1. Not finding help here? Sign up for a free 30min tutor trial with Chegg Tutors
    Dismiss Notice
Dismiss Notice
Join Physics Forums Today!
The friendliest, high quality science and math community on the planet! Everyone who loves science is here!

Prove the equation using Newton's binom

  1. Jan 7, 2017 #1
    1. The problem statement, all variables and given/known data
    prove that sum C(2n,k)*k = n*2^(2n-1); k=0,n

    2. Relevant equations
    (x+y)^n = sum [C(n,k)*x^k*y^(n-k)]; k=0,n. // 1
    in // 1, when y=1: (1+x)^n = sum [C(n,k)*x^k]; k=0,n // 2
    in // 2, when x=1: 2^n = sum [C(n,k)]; k=0,n // 3

    derivatives of both sides of (1+x)^n = sum [C(n,k)*x^k]; k=0,n:
    n(1+x)^(n-1) = sum [k * C(n,k) * x^(k-1)]; k=0,n // 4
    in // 4, when x=1: n*2^(n-1) = sum [k * C(n,k)]; k=0,n // 5

    3. The attempt at a solution
    from // 5, i'll have
    sum [C(2n,k)] = 2^(2n); k=0,2n

    then i tried to divide this by 2:
    sum [C(2n,k)] = 2^(2n)/2 = 2^(2n-1); k=0,n

    but then i realized this can't be correct because there are
    n+1 numbers in the range 0-n,
    2n+1 numbers in the range 0-2n
    so i can't really divide 2n+1 by two and get n+1
     
  2. jcsd
  3. Jan 7, 2017 #2

    Ray Vickson

    User Avatar
    Science Advisor
    Homework Helper

    Hint: C(2n,n+k) = C(2n,n-k) and (n+k) = 2n - (n-k), so you can relate sum_{k=n..2n} k C(2n,k) = sum_{k=1..n} (n+k)C(2n,n+k) to sum_{k=1..n} k C(2n,k).
     
  4. Jan 7, 2017 #3
    sum_{k=0..2n} k C(2n,k) = n*2^(2n)
    if it was sum_{k=1..2n} k C(2n,k) = n*2^(2n), i'd just divide both sides by 2 and prove the equation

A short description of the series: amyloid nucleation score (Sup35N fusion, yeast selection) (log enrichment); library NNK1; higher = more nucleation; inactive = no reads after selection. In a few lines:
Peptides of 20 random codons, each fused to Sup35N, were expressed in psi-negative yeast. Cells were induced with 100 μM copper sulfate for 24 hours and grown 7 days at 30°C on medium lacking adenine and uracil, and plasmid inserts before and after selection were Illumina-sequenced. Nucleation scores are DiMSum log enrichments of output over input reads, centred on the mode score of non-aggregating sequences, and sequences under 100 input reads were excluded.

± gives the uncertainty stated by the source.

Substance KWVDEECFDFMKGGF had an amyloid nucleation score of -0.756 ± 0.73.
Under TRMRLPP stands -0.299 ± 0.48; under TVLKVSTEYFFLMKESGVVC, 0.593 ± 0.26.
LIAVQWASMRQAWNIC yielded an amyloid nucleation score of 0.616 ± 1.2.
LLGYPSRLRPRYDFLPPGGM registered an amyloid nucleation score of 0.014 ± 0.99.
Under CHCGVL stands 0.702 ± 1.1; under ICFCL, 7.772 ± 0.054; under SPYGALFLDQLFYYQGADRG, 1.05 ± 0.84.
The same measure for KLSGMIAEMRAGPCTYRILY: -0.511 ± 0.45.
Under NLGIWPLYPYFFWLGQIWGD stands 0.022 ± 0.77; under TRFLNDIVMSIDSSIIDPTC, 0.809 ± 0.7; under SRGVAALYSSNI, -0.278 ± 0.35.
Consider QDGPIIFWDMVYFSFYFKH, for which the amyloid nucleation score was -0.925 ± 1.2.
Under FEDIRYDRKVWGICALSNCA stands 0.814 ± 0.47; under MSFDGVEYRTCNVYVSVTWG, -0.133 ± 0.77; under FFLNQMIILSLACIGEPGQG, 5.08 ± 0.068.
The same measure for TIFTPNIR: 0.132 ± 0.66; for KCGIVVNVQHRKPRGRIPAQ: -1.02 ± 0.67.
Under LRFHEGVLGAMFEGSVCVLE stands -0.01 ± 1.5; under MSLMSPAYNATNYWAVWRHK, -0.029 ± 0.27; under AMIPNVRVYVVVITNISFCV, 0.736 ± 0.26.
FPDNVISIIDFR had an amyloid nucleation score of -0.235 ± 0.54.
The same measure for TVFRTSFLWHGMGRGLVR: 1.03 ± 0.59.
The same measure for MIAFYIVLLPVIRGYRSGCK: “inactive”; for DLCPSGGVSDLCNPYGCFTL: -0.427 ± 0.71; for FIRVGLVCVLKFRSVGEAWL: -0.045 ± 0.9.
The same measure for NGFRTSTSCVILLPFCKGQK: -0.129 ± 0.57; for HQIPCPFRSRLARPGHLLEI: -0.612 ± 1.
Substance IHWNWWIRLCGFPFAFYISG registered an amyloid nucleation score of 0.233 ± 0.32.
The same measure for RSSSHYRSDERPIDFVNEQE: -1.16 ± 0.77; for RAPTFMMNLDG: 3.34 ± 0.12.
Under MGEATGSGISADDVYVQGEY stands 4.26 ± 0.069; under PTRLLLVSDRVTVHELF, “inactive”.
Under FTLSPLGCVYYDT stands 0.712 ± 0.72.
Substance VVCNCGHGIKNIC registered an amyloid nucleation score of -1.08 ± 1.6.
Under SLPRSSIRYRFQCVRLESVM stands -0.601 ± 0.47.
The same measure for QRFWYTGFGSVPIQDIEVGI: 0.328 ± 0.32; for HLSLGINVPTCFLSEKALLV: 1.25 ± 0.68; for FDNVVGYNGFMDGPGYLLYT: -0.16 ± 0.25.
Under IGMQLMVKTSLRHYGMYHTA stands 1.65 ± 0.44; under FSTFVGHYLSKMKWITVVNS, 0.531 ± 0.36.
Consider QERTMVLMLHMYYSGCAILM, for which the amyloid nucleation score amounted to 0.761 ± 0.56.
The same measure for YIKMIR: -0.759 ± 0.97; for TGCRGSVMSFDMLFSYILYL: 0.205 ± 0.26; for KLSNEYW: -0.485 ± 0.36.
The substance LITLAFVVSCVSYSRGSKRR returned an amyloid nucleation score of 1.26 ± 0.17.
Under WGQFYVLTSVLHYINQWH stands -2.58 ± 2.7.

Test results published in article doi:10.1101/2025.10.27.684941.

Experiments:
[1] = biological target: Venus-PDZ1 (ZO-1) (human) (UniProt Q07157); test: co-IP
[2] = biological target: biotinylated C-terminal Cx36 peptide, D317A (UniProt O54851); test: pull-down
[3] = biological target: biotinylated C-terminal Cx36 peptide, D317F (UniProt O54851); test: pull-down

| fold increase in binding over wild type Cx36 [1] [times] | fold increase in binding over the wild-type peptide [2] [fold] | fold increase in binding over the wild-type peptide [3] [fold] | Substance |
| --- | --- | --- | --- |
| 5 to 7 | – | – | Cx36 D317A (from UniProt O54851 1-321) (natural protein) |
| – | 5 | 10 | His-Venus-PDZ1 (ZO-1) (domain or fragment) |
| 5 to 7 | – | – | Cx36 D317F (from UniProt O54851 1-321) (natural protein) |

5. Jan 7, 2017 #4

    lurflurf

    User Avatar
    Homework Helper

    ^it is
    $$\sum_{k=0}^n k\,\mathrm{C}(2n,k)=\sum_{k=1}^n k\,\mathrm{C}(2n,k)$$
     
  6. Jan 8, 2017 #5
    yes...

    but i don't understand why these are equal:
    sum_{k=n..2n} k C(2n,k) = sum_{k=1..n} (n+k)C(2n,n+k)
     
  7. Jan 8, 2017 #6

    Ray Vickson

    User Avatar
    Science Advisor
    Homework Helper

    Who says they are equal?
     
  8. Jan 8, 2017 #7
    the 1st reply?
     
  9. Jan 8, 2017 #8

    Ray Vickson

    User Avatar
    Science Advisor
    Homework Helper

    No, absolutely not. Saying that two things are related is not the same as saying they are equal.
     
  10. Jan 10, 2017 #9
    is this correct?

    sum {k=1,2n} c(2n,k) * x^k = (1+x)^(2n)
    sum {k=1,2n} k * c(2n,k) * x^(k-1) = 2n * (1+x)^(2n-1)
    sum {k=1,2n} c(2n,k) = 2^(2n-1), when x=1
    n * 2^(2n-1) = [sum {k=1,2n} c(2n,k)] / 2 = sum {k=1,n} c(2n,k)
     
  11. Jan 13, 2017 #10
    anyone?
     
  12. Jan 14, 2017 #11

    lurflurf

    User Avatar
    Homework Helper

    ^^only the second is correct though the sum should start at 0 to fit the others
    in all k should start at 0
    in the third and forth even though you had k * c(2n,k) in the second the k disappeared

    sum {k=0,2n} c(2n,k) * x^k = (1+x)^(2n)
    sum {k=0,2n} k * c(2n,k) * x^(k-1) = 2n * (1+x)^(2n-1)
    sum {k=0,2n} k*c(2n,k) = 2^(2n-1), when x=1
    n * 2^(2n-1) = [sum {k=0,2n} k*c(2n,k)] / 2 = sum {k=0,n} k*c(2n,k)
     
  13. Jan 14, 2017 #12
    oh yes, that's true

    but i don't get how these two are equal - [sum {k=0,2n} k*c(2n,k)] / 2 = sum {k=0,n} k*c(2n,k)

    for the left part we have
    c(2n,0)*0 + c(2n,1)*1 + ... + c(2n,n-1)*(n-1) + c(2n,n)*n + c(2n,n+1)*(n+1) + ... + c(2n,2n)*2n